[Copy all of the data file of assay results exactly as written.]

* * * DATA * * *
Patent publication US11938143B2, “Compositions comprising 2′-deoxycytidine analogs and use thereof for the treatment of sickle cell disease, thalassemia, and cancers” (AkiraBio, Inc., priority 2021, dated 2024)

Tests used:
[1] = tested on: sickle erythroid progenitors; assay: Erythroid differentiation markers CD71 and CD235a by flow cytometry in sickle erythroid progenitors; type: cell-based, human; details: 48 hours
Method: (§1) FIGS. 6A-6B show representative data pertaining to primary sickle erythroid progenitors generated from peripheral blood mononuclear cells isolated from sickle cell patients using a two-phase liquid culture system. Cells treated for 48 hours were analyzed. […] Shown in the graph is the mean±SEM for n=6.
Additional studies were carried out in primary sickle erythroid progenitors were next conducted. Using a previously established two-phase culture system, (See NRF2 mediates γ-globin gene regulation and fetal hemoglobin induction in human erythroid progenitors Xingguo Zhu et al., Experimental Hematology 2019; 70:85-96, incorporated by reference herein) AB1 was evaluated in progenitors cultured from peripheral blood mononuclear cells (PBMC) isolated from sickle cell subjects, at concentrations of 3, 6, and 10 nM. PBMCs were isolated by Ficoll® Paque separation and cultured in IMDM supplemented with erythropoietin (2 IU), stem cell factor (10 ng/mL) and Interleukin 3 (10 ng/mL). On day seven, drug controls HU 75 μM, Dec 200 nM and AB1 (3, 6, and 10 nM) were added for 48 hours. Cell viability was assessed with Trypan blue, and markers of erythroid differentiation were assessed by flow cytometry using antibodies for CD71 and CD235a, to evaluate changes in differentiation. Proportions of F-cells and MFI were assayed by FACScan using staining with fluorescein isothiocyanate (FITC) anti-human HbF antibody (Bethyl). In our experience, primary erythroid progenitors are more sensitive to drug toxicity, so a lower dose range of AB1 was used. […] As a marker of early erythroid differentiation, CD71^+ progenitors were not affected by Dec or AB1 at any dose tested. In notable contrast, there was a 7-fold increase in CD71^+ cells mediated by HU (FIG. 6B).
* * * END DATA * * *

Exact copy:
Patent publication US11938143B2, “Compositions comprising 2′-deoxycytidine analogs and use thereof for the treatment of sickle cell disease, thalassemia, and cancers” (AkiraBio, Inc., priority 2021, dated 2024)

Tests used:
[1] = tested on: sickle erythroid progenitors; assay: Erythroid differentiation markers CD71 and CD235a by flow cytometry in sickle erythroid progenitors; type: cell-based, human; details: 48 hours
Method: (§1) FIGS. 6A-6B show representative data pertaining to primary sickle erythroid progenitors generated from peripheral blood mononuclear cells isolated from sickle cell patients using a two-phase liquid culture system. Cells treated for 48 hours were analyzed. […] Shown in the graph is the mean±SEM for n=6.
Additional studies were carried out in primary sickle erythroid progenitors were next conducted. Using a previously established two-phase culture system, (See NRF2 mediates γ-globin gene regulation and fetal hemoglobin induction in human erythroid progenitors Xingguo Zhu et al., Experimental Hematology 2019; 70:85-96, incorporated by reference herein) AB1 was evaluated in progenitors cultured from peripheral blood mononuclear cells (PBMC) isolated from sickle cell subjects, at concentrations of 3, 6, and 10 nM. PBMCs were isolated by Ficoll® Paque separation and cultured in IMDM supplemented with erythropoietin (2 IU), stem cell factor (10 ng/mL) and Interleukin 3 (10 ng/mL). On day seven, drug controls HU 75 μM, Dec 200 nM and AB1 (3, 6, and 10 nM) were added for 48 hours. Cell viability was assessed with Trypan blue, and markers of erythroid differentiation were assessed by flow cytometry using antibodies for CD71 and CD235a, to evaluate changes in differentiation. Proportions of F-cells and MFI were assayed by FACScan using staining with fluorescein isothiocyanate (FITC) anti-human HbF antibody (Bethyl). In our experience, primary erythroid progenitors are more sensitive to drug toxicity, so a lower dose range of AB1 was used. […] As a marker of early erythroid differentiation, CD71^+ progenitors were not affected by Dec or AB1 at any dose tested. In notable contrast, there was a 7-fold increase in CD71^+ cells mediated by HU (FIG. 6B).